President of the United States, Donald Trump, has declared the nation’s opioid crisis a public health emergency, despite saying in August 2017 that he was planning to declare it a national emergency.
The difference is significant as a national emergency declaration would have called for the allocation of federal funds to tackle the problem. Declaring the situation a public health emergency means, however, it will have to be supported through the pre-existing Public Health Emergency Fund, which is believed to contain just $57,000 (£43,000).
In a speech at the White House announcing the decision on 26 October 2017, Trump outlined the measures the US government will take to manage the emergency and signed the memorandum formally declaring the public health emergency.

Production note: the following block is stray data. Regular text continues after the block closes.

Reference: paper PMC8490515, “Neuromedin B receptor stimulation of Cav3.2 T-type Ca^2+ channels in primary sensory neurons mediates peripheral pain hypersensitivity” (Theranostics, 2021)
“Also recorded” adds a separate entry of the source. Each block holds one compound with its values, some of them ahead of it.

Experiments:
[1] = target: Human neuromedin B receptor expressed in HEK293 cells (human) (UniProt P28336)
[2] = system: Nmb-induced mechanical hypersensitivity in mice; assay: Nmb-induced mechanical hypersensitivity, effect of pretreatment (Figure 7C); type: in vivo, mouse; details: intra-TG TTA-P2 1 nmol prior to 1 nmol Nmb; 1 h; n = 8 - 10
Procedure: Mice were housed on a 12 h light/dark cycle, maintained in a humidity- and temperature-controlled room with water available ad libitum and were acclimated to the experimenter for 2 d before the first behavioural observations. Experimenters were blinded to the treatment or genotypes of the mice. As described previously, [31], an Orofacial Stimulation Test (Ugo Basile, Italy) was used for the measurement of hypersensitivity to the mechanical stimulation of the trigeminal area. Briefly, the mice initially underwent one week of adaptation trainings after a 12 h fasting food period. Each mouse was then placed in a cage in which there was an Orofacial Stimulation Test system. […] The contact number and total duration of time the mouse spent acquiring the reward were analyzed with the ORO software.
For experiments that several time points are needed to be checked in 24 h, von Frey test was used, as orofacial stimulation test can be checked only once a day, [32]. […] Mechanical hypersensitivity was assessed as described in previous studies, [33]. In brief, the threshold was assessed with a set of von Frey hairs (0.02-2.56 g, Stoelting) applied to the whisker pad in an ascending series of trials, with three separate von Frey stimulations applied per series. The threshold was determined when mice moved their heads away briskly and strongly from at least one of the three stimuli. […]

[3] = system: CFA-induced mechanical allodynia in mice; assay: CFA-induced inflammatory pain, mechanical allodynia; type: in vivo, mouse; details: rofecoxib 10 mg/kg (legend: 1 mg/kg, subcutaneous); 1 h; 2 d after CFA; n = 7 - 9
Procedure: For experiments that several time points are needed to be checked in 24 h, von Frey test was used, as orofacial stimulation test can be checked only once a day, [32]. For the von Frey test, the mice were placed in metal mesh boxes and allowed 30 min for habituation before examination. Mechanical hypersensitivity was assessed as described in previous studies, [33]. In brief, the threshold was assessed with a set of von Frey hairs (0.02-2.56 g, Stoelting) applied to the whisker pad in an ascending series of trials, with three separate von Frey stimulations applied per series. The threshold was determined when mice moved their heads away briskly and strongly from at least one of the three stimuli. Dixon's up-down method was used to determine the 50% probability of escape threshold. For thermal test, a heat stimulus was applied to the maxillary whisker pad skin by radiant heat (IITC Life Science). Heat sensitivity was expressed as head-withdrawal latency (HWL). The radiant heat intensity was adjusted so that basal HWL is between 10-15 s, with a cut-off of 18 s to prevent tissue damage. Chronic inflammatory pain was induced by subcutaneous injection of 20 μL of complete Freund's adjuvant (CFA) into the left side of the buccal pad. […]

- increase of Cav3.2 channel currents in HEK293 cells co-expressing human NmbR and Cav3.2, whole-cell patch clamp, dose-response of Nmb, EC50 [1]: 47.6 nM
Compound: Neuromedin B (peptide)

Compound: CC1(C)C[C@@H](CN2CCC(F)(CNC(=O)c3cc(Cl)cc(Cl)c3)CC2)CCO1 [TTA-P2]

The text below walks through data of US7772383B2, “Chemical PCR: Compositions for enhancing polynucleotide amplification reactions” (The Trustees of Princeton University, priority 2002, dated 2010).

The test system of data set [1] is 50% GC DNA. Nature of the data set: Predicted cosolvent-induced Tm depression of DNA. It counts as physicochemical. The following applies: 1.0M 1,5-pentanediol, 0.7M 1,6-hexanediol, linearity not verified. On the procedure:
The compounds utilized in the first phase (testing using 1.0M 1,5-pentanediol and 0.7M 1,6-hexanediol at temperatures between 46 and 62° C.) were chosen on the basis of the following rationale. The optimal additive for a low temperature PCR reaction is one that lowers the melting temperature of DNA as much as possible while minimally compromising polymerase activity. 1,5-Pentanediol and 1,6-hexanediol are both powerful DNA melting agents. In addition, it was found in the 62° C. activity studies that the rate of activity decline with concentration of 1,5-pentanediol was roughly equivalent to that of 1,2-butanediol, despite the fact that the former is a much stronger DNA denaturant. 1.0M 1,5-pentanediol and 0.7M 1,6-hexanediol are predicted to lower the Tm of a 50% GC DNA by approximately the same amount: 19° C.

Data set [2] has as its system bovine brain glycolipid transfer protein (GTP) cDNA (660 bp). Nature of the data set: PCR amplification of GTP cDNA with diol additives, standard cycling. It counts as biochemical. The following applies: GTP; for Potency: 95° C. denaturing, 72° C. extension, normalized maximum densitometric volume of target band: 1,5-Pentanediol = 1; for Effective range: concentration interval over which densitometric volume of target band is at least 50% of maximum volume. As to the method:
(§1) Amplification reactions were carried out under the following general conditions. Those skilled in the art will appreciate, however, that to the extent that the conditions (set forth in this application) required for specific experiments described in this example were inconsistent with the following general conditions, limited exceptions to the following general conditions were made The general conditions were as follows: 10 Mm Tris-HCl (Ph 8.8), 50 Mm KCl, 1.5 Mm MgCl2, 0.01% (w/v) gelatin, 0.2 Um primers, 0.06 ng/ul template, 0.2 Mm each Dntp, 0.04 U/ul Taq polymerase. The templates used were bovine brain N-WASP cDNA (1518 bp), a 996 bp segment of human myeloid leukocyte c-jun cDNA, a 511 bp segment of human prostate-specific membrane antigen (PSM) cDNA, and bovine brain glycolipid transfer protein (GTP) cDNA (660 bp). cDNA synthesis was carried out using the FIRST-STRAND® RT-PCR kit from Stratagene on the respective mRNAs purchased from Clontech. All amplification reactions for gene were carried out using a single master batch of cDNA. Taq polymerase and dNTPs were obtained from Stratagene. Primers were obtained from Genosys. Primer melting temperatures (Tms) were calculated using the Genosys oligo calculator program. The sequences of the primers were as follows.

In his speech, Trump said that, at his direction, the National Institute of Health (NIH) had taken the first steps of a public–private partnership with pharmaceutical companies to develop non-addictive painkillers and new treatments for addiction and overdose.
“I will be pushing the concept of non-addictive painkillers very, very hard … we’re going to be spending lots of money on coming up with a non-addictive solution,” he said.
He added that his administration would ask the NIH for “substantial resources in the fight against drug addiction”, promising “really tough, really big, really great advertising” showing the “devastation and the ruination” caused by opioid addiction.
It is estimated that there are 142 opioid-related deaths in the US every day, which the US Commission on Combating Drug Addiction and the Opioid Crisis, compared to the 9/11 death toll happening every three weeks. The number of opioid overdoses has quadrupled since 1999.